On the 1st January 2017, Tzu Chi Foundation (Singapore) held its annual pre-Chinese New Year celebration for its Chinese aid and care recipients. This year, the organization planned to hold a festive celebration for each of the three main racial groups to which its charity beneficiaries belong, and the pre-CNY celebration was one of such events.
Serving with Joy and Gratitude
At this Chinese festive event, however, Indian aid recipient Subramaniam could be spotted actively helping out alongside other volunteers. He was stationed at the carpark next to the Jing Si Hall, helping to direct on-coming traffic with hand signs and gestures. When he saw physically impaired aid recipients, he would initiate to help them, such as pushing their wheelchair for them. Though drenched in sweat in the hot afternoon sun, he worked tirelessly, lending a helping hand whenever needed. His presence and efforts were a moving inspiration to the mainly Chinese volunteers.
“When I saw on the video how Tzu Chi volunteers selflessly gave of themselves, I was very touched. I can still move about now, so I hope to do my best to help out at this event, to repay Tzu Chi,” shared Subramaniam.
A tent area was set up outside the Jing Si Hall, where free haircuts were offered to the visitors who arrived. With their backs bent, volunteers patiently cut the hair of each “client” according to the latter’s requests.
“It’s the beginning of a new year, so I must do a good deed. I’ve also asked my friends to join me,” said Li Xu Jing. Joining her on that day, were four of her friends. These helpful ladies specially learned hair-cutting, so that they could offer free haircut services at charity events. Despite the crude facilities and environment, the volunteers worked meticulously, gently brushing off the excess hair on their “clients” when they were done.
Aid Recipients Give Back to Show their Appreciation
Resounding drumbeats and clanging of cymbals filled the Jing Si Hall as the celebration programme opened with a lion dance. The roaring and enlivening dance brought much festive cheer and warmth to everyone present.
Then, two emcees who were dressed as a couple from the Imperial China Period went on stage, taking the audience back to the olden times when the Lunar New Year was celebrated. The programme that followed included a Chinese opera, CNY songs, dance performance by student beneficiaries of the Foundation’s aid programme, a song item performed by members of the Tzu Chi Collegiate Youth Association and teachers from Magic Fiddler Music School, etc. One of the aid recipients even gave a moving rendition of the song, “Seung Hoi Tan”, a well-known Cantopop song in the 1980s.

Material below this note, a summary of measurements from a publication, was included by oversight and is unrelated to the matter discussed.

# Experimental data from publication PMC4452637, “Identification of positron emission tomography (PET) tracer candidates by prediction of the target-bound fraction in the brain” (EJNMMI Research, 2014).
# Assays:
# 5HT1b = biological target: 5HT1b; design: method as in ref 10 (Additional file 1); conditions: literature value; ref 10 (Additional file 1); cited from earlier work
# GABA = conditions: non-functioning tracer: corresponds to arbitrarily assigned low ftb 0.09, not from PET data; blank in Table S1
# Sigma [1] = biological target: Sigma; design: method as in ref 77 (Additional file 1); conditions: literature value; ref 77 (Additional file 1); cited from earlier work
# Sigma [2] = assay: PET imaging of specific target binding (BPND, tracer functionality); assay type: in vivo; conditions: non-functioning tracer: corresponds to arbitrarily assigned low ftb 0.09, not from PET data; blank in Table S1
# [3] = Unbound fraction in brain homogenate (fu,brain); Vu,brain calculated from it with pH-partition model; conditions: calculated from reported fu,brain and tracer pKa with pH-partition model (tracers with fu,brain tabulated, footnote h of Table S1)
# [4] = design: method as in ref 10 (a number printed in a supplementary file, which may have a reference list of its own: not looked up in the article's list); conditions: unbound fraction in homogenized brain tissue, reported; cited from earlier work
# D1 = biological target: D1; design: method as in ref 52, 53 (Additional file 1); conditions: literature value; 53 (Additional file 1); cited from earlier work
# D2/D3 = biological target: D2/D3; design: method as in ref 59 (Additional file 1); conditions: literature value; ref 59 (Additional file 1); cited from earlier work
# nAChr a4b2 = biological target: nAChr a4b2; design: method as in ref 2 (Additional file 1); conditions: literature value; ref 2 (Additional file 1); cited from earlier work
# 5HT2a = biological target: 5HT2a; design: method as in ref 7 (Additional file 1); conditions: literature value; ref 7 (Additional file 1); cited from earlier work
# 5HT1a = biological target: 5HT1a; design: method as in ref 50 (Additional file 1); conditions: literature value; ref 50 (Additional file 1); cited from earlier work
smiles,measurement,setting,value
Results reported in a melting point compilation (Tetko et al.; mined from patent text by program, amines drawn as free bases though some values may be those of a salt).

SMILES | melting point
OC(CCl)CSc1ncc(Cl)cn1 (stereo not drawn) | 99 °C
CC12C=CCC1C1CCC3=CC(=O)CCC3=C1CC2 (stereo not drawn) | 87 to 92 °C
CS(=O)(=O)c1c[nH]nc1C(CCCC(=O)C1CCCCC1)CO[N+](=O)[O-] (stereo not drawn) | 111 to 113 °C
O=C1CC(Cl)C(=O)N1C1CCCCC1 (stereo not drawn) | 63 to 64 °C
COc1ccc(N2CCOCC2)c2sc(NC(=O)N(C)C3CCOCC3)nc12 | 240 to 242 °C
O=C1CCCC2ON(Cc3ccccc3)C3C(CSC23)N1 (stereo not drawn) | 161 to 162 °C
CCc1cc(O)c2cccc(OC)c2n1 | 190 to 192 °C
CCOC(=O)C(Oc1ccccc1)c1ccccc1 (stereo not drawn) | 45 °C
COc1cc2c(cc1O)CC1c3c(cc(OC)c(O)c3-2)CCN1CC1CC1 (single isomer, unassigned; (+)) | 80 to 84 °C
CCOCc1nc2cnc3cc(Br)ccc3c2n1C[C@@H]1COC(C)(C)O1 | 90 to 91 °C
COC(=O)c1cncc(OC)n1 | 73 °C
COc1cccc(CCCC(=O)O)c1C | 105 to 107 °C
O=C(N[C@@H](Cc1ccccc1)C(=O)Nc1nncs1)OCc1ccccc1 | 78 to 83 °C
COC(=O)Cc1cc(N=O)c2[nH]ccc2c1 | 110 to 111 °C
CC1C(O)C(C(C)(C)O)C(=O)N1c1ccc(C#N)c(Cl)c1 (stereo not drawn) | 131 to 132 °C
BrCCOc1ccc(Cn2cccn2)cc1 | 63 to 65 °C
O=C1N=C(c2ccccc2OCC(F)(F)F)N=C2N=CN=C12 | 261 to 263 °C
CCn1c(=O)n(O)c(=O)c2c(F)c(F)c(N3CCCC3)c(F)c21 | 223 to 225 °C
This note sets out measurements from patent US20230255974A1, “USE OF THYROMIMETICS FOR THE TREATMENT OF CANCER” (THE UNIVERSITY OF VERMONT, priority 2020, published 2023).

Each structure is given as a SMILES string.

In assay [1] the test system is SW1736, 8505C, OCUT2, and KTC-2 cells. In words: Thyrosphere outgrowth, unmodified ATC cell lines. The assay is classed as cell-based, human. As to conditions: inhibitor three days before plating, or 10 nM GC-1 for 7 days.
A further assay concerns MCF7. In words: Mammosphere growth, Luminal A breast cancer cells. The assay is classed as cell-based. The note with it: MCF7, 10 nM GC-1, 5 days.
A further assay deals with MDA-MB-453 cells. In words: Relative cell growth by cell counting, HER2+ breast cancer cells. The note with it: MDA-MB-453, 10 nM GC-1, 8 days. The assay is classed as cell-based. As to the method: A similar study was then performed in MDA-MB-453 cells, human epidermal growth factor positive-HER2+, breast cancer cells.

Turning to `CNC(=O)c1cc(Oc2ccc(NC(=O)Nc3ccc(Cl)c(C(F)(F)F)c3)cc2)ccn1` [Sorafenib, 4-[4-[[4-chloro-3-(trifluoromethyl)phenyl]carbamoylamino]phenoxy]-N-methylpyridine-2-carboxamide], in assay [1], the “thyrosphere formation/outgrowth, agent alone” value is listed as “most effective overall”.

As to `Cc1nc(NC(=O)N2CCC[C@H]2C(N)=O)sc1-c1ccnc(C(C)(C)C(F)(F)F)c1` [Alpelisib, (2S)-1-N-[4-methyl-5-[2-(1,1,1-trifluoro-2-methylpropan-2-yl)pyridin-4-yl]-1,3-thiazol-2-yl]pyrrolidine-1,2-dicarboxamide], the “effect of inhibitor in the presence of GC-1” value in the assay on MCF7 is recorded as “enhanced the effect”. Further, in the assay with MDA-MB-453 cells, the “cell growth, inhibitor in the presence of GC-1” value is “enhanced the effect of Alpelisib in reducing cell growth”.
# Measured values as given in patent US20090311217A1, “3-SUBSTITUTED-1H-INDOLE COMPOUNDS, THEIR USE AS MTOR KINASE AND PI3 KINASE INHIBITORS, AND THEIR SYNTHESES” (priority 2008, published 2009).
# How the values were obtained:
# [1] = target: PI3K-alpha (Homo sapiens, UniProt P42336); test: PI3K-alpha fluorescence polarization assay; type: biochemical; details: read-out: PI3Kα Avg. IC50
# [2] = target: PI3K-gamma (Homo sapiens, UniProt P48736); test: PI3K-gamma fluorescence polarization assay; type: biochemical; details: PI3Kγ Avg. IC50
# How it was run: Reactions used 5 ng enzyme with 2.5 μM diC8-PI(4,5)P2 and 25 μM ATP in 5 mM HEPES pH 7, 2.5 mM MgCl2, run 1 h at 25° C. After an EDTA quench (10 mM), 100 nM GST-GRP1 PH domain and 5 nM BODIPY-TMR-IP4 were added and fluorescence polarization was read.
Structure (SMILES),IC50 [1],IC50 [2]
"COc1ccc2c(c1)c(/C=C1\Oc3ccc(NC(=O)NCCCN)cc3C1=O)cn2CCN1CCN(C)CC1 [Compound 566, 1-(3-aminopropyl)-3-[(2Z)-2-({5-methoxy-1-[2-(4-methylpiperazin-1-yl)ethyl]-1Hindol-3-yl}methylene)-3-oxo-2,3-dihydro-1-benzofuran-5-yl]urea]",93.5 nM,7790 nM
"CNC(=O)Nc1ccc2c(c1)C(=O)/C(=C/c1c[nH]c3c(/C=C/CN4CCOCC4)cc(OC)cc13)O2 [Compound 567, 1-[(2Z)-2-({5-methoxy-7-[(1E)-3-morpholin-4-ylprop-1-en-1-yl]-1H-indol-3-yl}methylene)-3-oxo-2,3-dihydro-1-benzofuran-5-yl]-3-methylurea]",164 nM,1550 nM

Mr Wang, a former prison inmate, played the electronic organ in the band that presented a medley of CNY songs. He got connected with Tzu Chi in the prison during the monthly prison care visits by volunteers, and after he was released, he continued to receive care from the latter through their monthly visits. In addition, Tzu Chi assisted him in applying for a public performance license. Deeply moved by the help and support he received, Wang shared that if it were not for Tzu Chi, his life would have been very different now, as he would be at a loss as to which direction to take in life.
To thank Tzu Chi for helping him, Mr Wang had offered to stage the item at the CNY event and arrived very early in the morning that day, to rehearse with the other volunteers.
“Tzu Chi has helped me a lot, and this is something I can do to pay back. Everyone in the Jing Si Hall is like a family to each other, I’m really happy to be here,” said Wang.
Every month, he looks forward to the volunteers’ visit as he enjoys their company. After singing the song, he shared that he was delighted to have the opportunity to present the song in Jing Si Hall and thanked Tzu Chi for giving him the opportunity. He also thanked the volunteers for giving him continual care over the past one year, so that he wouldn’t feel so lonely living alone.
Continuing the Cycle of Love
At dinner time, the visitors were served a delicious and healthy vegetarian meal as the popular CNY song, “The God of Fortune is Here”, was being played in the background. A volunteer dressed as The God of Fortune appeared to distribute gifts, delighting everyone present.
“There are so many performances and volunteers around, it’s really fun and exciting. I came to Jing Si Hall as I haven’t been here for a long time. I’m so happy to be here!” exclaimed an elderly aid recipient, who is wheelchair bound.
Towards the end of the celebration event, aid recipients who brought their bamboo coin banks filled with savings queued up on stage and took turns to pour their donations into a big urn, to do their bit to help others in need.
“I’ll put coins into the bamboo bank every day. Although it’s only a few cents, I hope to donate what little I have to Tzu Chi to help others who are in need. I feel happy when I see everyone so happy,” said Mr Wu, another aid recipient.
A few years ago, both Wu and his wife fell ill and lost their source of income as a result. Learning of their situation, Tzu Chi volunteers stepped in to provide care and aid to the couple, so that they could tide over the difficult time. Now, they actively volunteer in Tzu Chi and also donate their savings to its charity fund.
85-year-old Grandma Huang happily shared about the bamboo coin bank laden with coins that was hanging behind her wheelchair: “I’ve saved up in this coin bank for 3 to 4 months. After every grocery shopping trip, I’ll put my spare change into the coin bank. Then I’ll bring it to Jing Si Hall when I come here.”
Before they went home, the aid recipients were each given a CNY goodie bag. After the crowd had left, quietude filled the Jing Si Hall as the sun set in the evening; but the love and warmth brought by the aid recipients continued to linger.